Cheetah: Tyreek Hill has had trouble off the field but has been nothing but trouble on the field for opposing defenses.

Hill is arguably the NFL’s fastest player and is aptly nicknamed “Cheetah” with a sub-4.3 time in the 40 at his pro day before the 2016 draft. More than just a sprinter who plays football, he’s perhaps the most dangerous player in the league. In his three-plus seasons, Hill has a league-leading 46 receptions of 25-plus yards. That includes 22 last season – six more than anyone else. With Davante Adams’ injury, Hill has taken over the top spot with 37 touchdowns since the start of the 2016 season.

It’s impossible to simulate Hill’s speed on the practice field.

“I don’t think there’s much you can do unless we let the receivers line up 5 yards offsides and go,” defensive coordinator Mike Pettine said. “It’s one of the reasons why he has the production that he does because I think you practice all week against it and, all of a sudden, you get out there and it’s significantly faster than what you prepared for. I’ve never seen anybody on an NFL football field that fast before.

“I got a chance to visit the Chiefs when I was out of coaching, went down for OTAs, and it was Tyreek’s rookie year. I was watching the practice, I’m like, ‘Is this a full-speed drill?’ He looks like he was going full speed and everybody else didn’t. He was instantly on my radar and sure enough, when the fall rolled around, he exploded on the scene. I go, ‘That’s that guy I remember.’”

Presumably, Pettine will match cornerback Jaire Alexander against Hill. Alexander ran his 40 in 4.38 seconds at the 2018 Scouting Combine. The potential return of safety Darnell Savage, who ran his 40 in 4.36 seconds at this year’s Scouting Combine, will help, too.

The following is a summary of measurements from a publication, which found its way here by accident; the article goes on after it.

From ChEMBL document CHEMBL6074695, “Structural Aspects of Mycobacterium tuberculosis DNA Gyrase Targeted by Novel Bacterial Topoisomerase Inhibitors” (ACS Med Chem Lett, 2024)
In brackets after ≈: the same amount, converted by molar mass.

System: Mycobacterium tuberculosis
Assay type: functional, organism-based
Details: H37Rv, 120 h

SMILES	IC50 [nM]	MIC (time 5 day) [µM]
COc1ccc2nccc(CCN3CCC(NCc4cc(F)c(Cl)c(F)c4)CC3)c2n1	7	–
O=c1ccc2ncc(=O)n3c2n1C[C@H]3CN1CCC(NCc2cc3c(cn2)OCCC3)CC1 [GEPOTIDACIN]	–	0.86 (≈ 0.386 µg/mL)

“I know this guy’s really fast,” Alexander said. “This guy is supposedly faster than me. This will be the first one. We’ll see, though.”

Alexander called Hill a “complete” receiver because of his route-running skill and sure hands. Never one to back down from a challenge, he was eager to match up against a player who has 10 touchdowns of 50-plus yards since entering the league – three more than anyone else in the league.

“I ain’t worried about it. I ain’t worried about none of that, to be honest,” he said.

Veteran defensive back Tramon Williams said mental preparation would be the key to facing someone who can’t possibly be imitated on the practice field.

“There’s not many guys who can run like that and has the skill-set that he has,” Williams said. “You have to prepare your mind for what you feel you’re about to face. I’ve seen a lot of guys on film and they look great on film and then I show up on game day and I’ve overprepared and it wasn’t as hard as I thought. I’m a big boxing fan. What makes boxing matches great are styles. It’s the same thing. The only thing we can do is look at the film and overprepare for what we’re about to get. When game time comes, it should put us in the right mind-set of what we’re going to get.”

Top tight end: One of the big story lines for this week is how the Packers will contend with Chiefs tight end Travis Kelce. Kelce caught a tight ends-record 103 passes last season, and he’s got 38 catches for a tight ends-high 541 yards this season. Last week, the Packers dominated the Raiders but were dominated by their tight ends, with Darren Waller catching seven passes for 126 yards and two touchdowns.

Video: Mike Pettine on issues vs. tight ends last week

However, until last week, the Packers actually had fared rather well against tight ends. By game: